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Researchers produce the first 3D-printed functional human brain tissue

Researchers produce the first 3D-printed functional human brain tissue
Survival and differentiation of hPSC-derived neurons in fibrin hydrogel. Credit: Cell Stem Cell (2024). DOI: 10.1016/j.stem.2023.12.009

A team of University of Wisconsin–Madison scientists has developed the first 3D-printed brain tissue that can grow and function like typical brain tissue.

It's an achievement with important implications for scientists studying the brain and working on treatments for a broad range of neurological and neurodevelopmental disorders, such as Alzheimer's and Parkinson's disease.

"This could be a hugely powerful model to help us understand how and parts of the brain communicate in humans," says Su-Chun Zhang, professor of neuroscience and neurology at UW–Madison's Waisman Center. "It could change the way we look at , neuroscience, and the pathogenesis of many neurological and psychiatric disorders."

Printing methods have limited the success of previous attempts to print brain tissue, according to Zhang and Yuanwei Yan, a scientist in Zhang's lab. The group behind the new 3D-printing process describes their method in the journal Cell Stem Cell.

Instead of using the traditional 3D-printing approach, stacking layers vertically, the researchers went horizontally. They situated brain cells, neurons grown from induced , in a softer "bio-ink" gel than previous attempts had employed.

"The tissue still has enough structure to hold together but it is soft enough to allow the neurons to grow into each other and start talking to each other," Zhang says.

The cells are laid next to each other like pencils laid next to each other on a tabletop.

"Our tissue stays relatively thin and this makes it easy for the neurons to get enough oxygen and enough nutrients from the growth media," Yan says.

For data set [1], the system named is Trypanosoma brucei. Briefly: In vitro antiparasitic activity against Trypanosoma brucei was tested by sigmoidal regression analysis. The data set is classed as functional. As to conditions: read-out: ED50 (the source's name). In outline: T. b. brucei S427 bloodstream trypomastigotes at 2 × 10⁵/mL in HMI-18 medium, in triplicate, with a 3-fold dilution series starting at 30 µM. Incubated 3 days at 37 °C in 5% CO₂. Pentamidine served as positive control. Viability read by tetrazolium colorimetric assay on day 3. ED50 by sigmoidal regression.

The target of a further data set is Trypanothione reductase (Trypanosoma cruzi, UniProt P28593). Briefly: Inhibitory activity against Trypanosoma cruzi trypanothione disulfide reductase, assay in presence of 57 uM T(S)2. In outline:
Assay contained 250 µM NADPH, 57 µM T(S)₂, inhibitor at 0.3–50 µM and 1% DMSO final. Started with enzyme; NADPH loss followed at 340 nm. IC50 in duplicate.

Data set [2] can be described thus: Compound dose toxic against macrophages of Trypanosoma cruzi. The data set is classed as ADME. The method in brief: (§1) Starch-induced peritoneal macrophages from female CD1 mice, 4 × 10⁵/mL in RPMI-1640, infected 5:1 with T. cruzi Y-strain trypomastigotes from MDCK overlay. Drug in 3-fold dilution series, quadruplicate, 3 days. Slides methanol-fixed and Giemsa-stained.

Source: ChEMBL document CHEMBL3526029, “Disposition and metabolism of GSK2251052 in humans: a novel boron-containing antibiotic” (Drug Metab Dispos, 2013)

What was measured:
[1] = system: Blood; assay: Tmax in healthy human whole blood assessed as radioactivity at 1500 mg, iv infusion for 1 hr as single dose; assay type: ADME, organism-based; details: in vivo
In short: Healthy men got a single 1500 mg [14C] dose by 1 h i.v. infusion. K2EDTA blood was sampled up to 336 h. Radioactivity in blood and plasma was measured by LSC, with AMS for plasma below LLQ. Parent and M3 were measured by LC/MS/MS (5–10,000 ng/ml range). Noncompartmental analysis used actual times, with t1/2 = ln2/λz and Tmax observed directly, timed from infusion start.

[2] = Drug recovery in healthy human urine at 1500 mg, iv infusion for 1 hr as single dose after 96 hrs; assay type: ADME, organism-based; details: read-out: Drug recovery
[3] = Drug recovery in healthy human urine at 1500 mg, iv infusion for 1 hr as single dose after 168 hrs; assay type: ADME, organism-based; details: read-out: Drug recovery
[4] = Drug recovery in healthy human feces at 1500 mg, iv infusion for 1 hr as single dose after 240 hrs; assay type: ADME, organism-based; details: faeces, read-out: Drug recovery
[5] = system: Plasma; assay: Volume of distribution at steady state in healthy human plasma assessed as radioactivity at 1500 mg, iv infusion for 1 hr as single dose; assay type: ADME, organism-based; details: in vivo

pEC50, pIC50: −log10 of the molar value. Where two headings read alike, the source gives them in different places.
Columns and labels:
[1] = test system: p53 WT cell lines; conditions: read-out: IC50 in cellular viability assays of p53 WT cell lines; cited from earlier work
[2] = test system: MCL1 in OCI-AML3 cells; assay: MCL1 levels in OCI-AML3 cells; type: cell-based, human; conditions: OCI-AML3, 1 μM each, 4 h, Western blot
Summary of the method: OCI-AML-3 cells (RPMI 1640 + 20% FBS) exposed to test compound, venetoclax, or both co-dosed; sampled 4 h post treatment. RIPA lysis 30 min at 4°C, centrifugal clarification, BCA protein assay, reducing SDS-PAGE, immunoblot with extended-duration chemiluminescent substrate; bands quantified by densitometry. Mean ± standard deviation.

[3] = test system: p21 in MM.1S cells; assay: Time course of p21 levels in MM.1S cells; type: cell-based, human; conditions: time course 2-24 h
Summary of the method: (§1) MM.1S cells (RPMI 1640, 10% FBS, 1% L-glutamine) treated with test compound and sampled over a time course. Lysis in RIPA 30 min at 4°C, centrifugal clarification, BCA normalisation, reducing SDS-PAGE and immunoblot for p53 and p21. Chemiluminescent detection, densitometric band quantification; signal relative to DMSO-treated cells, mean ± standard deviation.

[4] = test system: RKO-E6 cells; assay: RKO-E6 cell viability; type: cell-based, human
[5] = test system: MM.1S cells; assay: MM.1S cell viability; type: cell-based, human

Researchers produce the first 3D-printed functional human brain tissue
Credit: Cell Stem Cell (2024). DOI: 10.1016/j.stem.2023.12.009

The results speak for themselves—which is to say, the cells can speak to each other. The printed cells reach through the medium to form connections inside each printed layer as well as across layers, forming networks comparable to human brains. The neurons communicate, send signals, interact with each other through neurotransmitters, and even form proper networks with support cells that were added to the printed tissue.

"We printed the and the striatum and what we found was quite striking," Zhang says. "Even when we printed different cells belonging to different parts of the brain, they were still able to talk to each other in a very special and specific way."

The printing technique offers precision—control over the types and arrangement of cells—not found in brain organoids, miniature organs used to study brains. The organoids grow with less organization and control.

"Our lab is very special in that we are able to produce pretty much any type of neurons at any time. Then we can piece them together at almost any time and in whatever way we like," Zhang says. "Because we can print the tissue by design, we can have a defined system to look at how our human brain network operates. We can look very specifically at how the talk to each other under certain conditions because we can print exactly what we want."

That specificity provides flexibility. The printed brain tissue could be used to study signaling between cells in Down syndrome, interactions between healthy tissue and neighboring tissue affected by Alzheimer's, testing new drug candidates, or even watching the brain grow.

"In the past, we have often looked at one thing at a time, which means we often miss some critical components. Our brain operates in networks. We want to print brain tissue this way because cells do not operate by themselves. They talk to each other. This is how our brain works and it has to be studied all together like this to truly understand it," Zhang says.

"Our brain tissue could be used to study almost every major aspect of what many people at the Waisman Center are working on. It can be used to look at the underlying , human development, developmental disabilities, neurodegenerative disorders, and more."

The new printing technique should also be accessible to many labs. It does not require special bio-printing equipment or culturing methods to keep the tissue healthy, and can be studied in depth with microscopes, standard imaging techniques and electrodes already common in the field.

The researchers would like to explore the potential of specialization, though, further improving their bio-ink and refining their equipment to allow for specific orientations of cells within their printed tissue.

"Right now, our printer is a benchtop commercialized one," Yan says. "We can make some specialized improvements to help us print specific types of brain tissue on-demand."

More information: Yuanwei Yan et al, 3D bioprinting of human neural tissues with functional connectivity, Cell Stem Cell (2024). DOI: 10.1016/j.stem.2023.12.009

Citation: Researchers produce the first 3D-printed functional human brain tissue (2024, February 1) retrieved 13 April 2024 from
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